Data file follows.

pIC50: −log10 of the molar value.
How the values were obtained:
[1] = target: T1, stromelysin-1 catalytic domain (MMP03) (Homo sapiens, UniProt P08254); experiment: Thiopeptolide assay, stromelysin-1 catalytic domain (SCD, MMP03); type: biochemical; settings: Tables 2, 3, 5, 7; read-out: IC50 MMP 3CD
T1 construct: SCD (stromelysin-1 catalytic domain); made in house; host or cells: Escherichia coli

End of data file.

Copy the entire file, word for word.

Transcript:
pIC50: −log10 of the molar value.
How the values were obtained:
[1] = target: T1, stromelysin-1 catalytic domain (MMP03) (Homo sapiens, UniProt P08254); experiment: Thiopeptolide assay, stromelysin-1 catalytic domain (SCD, MMP03); type: biochemical; settings: Tables 2, 3, 5, 7; read-out: IC50 MMP 3CD
T1 construct: SCD (stromelysin-1 catalytic domain); made in house; host or cells: Escherichia coli